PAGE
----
Gregory B. Maffei - President and CEO: I think since we've been invested in Barnes & Noble, the retail business has probably performed better than most outside observers were thought. I think probably at least as well as better than we would have thought, absorbing the borders dissolution, moving quickly through that and actually benefiting from that more quickly than anticipated. It has meant retail has performed pretty well, and we have always been of the view that there will be retail book stores around for a long time. There's likely to be one retail book store around for a long time called Barnes & Noble and that is so far proven the path that the DK rate has been much less than most people would have forecasted. On the other side of the house, we took an early position in Barnes & Noble, recognizing, we thought two ideas; one, that the retail would DK less quickly; and two, that there are many important partners like a Microsoft or Pearson would find the NOOK Media business strategic. So we got in early at evaluation which compare to the valuations which those partners have come it at, is attractive. It made less sense for us to be involved in the NOOK Media directly, because we didn't have some of the elements of distribution and some of the royalty elements and kind of relationships that – or content that some of those partners could bring. What we really thought of ourselves as was seeing value there early on the two parts, and so far at least on paper less in the market that's proven to be so. We'll see if we ultimately are correct. SiriusXM CEO traits. Thank you. I don't think there is an industry we're looking at. If you had to ask of the perfect person who doesn't exist but some of the characteristics that perfect person would – he or she would have, would include experience with subscription businesses like cable, like satellite, like the SiriusXM business itself, experience with the changing technologies recognizing that we both have opportunities and potential threats from IP. And talked already about some of the opportunities by extending into things like telematics. I think a technology background would be helpful. A direct marketing knowledge on how to reach out to a new set of customers, because we believe there is an untapped reservoir of customers out there where SiriusXM would be helpful. And finally, some experience of content businesses, because the strength of our content is one of the two differentiators for SiriusXM. We are not a commodity music service. We are many things on top of that. And I think someone who understands how to bring exclusive content, differentiated content to SiriusXM; would be helpful. So those are off the top of my head. Four things that I would point to is all being strength that a perfect candidate would have.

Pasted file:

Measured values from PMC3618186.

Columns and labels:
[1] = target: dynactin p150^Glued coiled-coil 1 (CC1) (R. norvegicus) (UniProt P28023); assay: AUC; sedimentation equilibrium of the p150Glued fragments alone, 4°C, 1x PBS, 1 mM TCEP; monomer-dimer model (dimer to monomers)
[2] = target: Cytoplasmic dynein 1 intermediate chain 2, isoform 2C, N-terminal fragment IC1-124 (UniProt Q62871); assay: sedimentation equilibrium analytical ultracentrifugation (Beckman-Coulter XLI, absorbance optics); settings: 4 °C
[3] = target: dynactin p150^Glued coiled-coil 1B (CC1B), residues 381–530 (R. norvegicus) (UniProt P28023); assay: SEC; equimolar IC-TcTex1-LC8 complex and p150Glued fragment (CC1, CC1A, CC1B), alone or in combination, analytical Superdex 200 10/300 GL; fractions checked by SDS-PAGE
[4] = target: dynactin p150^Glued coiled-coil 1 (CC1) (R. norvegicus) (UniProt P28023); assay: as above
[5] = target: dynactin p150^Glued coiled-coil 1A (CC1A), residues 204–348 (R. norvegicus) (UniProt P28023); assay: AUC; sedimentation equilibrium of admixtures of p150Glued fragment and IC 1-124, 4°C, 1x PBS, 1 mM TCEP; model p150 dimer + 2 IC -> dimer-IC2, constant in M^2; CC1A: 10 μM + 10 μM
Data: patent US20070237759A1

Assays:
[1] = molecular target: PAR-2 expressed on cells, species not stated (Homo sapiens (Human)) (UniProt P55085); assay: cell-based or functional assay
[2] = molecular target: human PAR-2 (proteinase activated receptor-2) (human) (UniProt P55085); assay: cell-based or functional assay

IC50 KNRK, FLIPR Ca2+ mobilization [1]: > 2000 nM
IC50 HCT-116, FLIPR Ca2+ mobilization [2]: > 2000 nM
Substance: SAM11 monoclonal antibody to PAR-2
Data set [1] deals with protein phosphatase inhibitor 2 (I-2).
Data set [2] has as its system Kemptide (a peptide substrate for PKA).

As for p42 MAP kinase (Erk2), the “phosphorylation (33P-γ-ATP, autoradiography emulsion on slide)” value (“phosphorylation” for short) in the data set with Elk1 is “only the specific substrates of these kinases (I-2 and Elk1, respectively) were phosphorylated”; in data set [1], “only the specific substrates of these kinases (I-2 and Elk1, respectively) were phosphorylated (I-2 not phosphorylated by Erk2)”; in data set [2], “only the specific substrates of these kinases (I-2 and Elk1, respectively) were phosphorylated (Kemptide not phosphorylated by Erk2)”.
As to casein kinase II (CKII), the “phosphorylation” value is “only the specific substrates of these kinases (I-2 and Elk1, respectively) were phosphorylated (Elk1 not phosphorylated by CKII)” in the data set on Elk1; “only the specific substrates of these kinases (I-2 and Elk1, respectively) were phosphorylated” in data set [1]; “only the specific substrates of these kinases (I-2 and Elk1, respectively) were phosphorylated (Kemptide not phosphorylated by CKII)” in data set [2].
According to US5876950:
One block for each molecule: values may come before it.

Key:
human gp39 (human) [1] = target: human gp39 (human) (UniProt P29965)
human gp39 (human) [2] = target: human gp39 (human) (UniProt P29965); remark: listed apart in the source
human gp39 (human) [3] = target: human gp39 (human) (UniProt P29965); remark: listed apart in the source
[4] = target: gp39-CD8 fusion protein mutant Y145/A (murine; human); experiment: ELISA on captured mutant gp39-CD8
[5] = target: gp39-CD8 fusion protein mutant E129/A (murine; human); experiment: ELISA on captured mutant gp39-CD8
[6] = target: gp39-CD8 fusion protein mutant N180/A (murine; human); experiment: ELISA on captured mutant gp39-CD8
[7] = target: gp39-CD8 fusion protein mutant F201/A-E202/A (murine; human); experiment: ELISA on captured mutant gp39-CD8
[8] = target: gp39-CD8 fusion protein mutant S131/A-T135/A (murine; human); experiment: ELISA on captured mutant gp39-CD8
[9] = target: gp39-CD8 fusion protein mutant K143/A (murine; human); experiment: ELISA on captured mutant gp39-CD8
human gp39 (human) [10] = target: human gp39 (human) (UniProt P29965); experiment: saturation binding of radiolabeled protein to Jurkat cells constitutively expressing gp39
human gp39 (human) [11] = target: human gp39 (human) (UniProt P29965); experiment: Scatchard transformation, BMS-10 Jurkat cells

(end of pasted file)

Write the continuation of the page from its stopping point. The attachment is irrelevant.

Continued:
Operator: Everyone; that does conclude our question-and-answer session, and that does conclude our conference call for today. Thank you all for your participation.